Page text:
Written by Daniel Rossi-Keen, PhD, Executive Director, RiverWise
Last week, for the first time since COVID-19 shut down the world, my family went to the museum.
In a normal year, our family generally spends time at the Carnegie Museum of Art and Natural History every few months or so. More often than not it’s my wife who takes the kids, partly because she’s a student of art and partly because I generally have a hard time slowing down long enough to schedule a visit.
If I am honest, I have a bit of a love/hate relationship with museums. That may seem like an overly dramatic thing to say and, I suppose it probably is a bit over the top. But there’s some truth to it, so let me try to explain.
Here’s what I love about the museum. I love that when I visit a museum I feel small like there’s so much more to understand and that I am part of a vast history of ideas, inventions, and creative activity. I love seeing what the human mind has created, how we have overcome struggle, and how we have continued to evolve in our capacity to adapt and innovate. I enjoy encountering a catalog of what we’ve gotten wrong, where we’ve created conflict, and how we have moved beyond some of the darkest periods of human history. In short, I love a museum because it exposes me to the expansiveness of our human story.
With all that being said, you might be wondering about the hate side of my relationship with museums. I’ve actually thought quite a bit about the matter and can first remember encountering this feeling at the Chicago Museum of Contemporary Art nearly 20 years ago. At its core, my frustration with museums is that they often ask patrons to examine a very narrow piece of a wildly complicated story. Maybe it’s a painting that captures a brief moment in history, an invention displayed statically in a glass case, a stuffed Dodo bird that is artificially isolated from its environment, or the complicated story that led to its extinction.
None of the exhibits I have described above are inherently bad. But they do grate against my innate inclination to appreciate the interconnectedness and relationships between things. A Dodo bird needs a context, a painting has a complicated back story, and an invention represents a complex interplay between people, commerce, science, and so much more. When I visit a museum, I often feel like the interconnectedness between things gets lost, that complicated history gets boiled down to static artifacts in ways that seem somehow wrong, or at least incomplete, to me.
I could keep going on and on, but I won’t. Instead, I want to take just a moment and explain why my love/hate relationship with museums came to mind when thinking about Neighborhood North: Museum of Play. For the last couple of years, as the Executive Director of RiverWise, I have been privileged to advise the team of collaborators from Neighborhood North and the Beaver Falls CDC who are working to reclaim the former News Tribune Building. As readers of this newsletter will likely know, the TRIB Building will eventually become the home of Neighborhood North: Museum of Play.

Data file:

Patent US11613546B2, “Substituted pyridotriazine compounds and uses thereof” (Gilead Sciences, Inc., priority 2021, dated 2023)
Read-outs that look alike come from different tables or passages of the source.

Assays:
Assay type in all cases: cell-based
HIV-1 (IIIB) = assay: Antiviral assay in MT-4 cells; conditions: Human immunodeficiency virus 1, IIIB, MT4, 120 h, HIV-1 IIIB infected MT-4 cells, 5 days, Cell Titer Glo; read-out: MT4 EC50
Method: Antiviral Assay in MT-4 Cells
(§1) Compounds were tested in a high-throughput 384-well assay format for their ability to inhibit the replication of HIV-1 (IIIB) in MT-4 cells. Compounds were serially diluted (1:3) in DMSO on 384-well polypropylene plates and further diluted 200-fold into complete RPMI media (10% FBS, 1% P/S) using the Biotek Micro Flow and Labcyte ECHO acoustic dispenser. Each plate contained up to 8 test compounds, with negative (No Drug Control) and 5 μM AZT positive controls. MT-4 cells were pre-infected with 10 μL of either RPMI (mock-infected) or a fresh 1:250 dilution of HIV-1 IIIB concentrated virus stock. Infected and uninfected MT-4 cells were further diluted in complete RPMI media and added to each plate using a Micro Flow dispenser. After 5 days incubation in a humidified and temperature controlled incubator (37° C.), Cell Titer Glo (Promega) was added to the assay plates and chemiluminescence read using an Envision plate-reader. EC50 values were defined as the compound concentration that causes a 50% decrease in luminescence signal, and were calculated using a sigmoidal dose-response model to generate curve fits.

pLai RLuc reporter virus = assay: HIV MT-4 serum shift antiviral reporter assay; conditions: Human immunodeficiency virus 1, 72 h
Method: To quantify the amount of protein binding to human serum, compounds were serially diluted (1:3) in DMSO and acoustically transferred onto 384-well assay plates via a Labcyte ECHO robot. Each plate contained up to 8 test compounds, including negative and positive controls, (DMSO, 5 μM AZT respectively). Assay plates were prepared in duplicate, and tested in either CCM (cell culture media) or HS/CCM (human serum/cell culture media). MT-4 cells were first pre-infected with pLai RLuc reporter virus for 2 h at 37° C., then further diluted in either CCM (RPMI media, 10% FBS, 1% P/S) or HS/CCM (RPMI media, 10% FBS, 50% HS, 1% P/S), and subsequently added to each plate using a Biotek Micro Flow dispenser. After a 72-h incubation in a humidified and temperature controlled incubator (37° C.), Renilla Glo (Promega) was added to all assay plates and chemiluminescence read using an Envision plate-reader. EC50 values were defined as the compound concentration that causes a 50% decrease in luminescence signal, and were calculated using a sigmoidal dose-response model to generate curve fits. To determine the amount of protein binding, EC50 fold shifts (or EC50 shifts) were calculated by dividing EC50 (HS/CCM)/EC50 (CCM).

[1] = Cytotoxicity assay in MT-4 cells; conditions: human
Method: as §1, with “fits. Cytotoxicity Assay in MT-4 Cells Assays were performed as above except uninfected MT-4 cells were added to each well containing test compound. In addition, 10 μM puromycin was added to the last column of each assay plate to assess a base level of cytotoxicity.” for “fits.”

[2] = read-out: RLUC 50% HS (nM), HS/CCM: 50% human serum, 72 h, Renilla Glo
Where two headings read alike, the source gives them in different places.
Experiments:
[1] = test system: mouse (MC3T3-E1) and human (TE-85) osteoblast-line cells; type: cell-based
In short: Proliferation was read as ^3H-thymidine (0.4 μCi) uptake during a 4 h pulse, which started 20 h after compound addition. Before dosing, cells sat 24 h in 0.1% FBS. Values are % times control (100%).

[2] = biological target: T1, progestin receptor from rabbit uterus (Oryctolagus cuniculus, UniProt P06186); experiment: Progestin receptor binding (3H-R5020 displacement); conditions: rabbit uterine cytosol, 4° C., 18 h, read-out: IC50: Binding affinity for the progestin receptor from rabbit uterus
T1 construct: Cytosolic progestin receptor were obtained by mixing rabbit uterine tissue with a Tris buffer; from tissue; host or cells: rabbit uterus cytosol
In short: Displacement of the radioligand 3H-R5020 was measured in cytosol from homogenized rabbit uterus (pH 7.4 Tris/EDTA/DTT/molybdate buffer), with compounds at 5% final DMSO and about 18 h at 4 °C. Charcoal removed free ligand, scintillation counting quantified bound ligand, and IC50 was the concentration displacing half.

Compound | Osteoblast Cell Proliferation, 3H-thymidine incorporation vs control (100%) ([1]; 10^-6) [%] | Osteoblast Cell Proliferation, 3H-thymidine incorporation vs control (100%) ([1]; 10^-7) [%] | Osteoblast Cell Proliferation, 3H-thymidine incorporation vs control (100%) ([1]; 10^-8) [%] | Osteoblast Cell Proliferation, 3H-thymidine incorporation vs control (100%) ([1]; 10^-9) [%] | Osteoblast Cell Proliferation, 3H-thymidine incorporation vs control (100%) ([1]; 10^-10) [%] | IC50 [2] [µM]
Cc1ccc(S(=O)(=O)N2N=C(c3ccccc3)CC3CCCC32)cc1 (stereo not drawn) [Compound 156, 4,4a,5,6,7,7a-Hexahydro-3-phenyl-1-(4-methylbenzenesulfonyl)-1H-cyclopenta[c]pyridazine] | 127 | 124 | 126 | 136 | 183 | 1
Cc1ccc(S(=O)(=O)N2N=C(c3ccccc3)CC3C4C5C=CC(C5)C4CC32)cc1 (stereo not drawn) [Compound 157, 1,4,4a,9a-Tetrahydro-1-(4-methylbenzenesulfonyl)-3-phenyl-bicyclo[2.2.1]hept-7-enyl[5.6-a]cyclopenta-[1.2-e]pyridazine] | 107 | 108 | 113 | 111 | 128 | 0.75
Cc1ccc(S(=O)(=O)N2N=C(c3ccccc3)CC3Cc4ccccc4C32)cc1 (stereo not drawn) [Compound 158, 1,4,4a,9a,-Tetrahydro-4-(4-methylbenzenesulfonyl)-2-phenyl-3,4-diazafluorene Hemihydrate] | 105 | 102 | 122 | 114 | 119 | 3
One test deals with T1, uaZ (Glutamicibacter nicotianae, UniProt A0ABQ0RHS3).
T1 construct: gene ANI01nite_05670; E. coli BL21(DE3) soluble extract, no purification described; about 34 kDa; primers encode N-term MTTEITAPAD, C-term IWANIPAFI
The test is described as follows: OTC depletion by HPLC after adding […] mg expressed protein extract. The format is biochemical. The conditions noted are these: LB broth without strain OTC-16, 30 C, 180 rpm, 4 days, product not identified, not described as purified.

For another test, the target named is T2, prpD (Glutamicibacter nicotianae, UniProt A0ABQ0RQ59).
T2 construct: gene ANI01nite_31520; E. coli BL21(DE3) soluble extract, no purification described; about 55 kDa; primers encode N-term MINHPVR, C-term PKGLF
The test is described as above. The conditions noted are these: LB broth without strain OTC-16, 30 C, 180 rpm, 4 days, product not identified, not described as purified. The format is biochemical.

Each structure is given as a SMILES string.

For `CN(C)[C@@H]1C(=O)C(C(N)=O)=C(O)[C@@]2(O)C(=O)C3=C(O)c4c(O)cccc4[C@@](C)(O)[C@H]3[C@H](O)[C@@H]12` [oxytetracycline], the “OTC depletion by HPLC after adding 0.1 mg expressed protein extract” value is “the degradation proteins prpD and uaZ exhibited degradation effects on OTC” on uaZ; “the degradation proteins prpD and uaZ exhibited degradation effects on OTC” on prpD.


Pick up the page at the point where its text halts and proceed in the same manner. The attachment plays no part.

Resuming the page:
As we have worked together to envision the future of the TRIB Building, the leadership team has deliberately committed itself to something called eco-district thinking, which is a community development process that deliberately prioritizes the inescapable connections between numerous areas of the human story. I don’t have time to get into the details in this piece, but if you’re interested you can find a quick introduction to this way of thinking here. Or, if you would like to see how this thinking is influencing the future of communities around Beaver County, you can take a look at this document.
What most excites me about the future of Neighborhood North: Museum of Play is that its leaders and supporters recognize the importance of viewing their project holistically. A children’s museum can be so much more than just a place that holds static artifacts. It can be a place of imagination, inquiry, trial and error, education, motivation, challenge, success, and so much more. More than adults, children have yet to compartmentalize their experience, and instead, often allow creativity to be the driving force for how they see the world. That the leadership of Neighborhood North: Museum of Play is committed to thinking about the inherent connections between all aspects of our lives is a joy and sense of inspiration for me.
I look forward with excitement and much hope, encouraged to see how Neighborhood North: Museum of Play is moving ever closer to creating a cultural site in Beaver County that can inspire and motivate generations of young people. We need more of this innovative and synthetic thinking, and I am beyond honored to be along for the ride.
Daniel Rossi-Keen is the Executive Director of RiverWise and the Advisor to the Tribune Group. He has been most helpful by asking unexpected questions that help to bring clarity and often challenge perspectives and assumptions, such as with the Dodo bird above. His work to align multiple Beaver County projects with eco-district priorities has been an important effort during the past several years, and Neighborhood North is grateful to be part of it.
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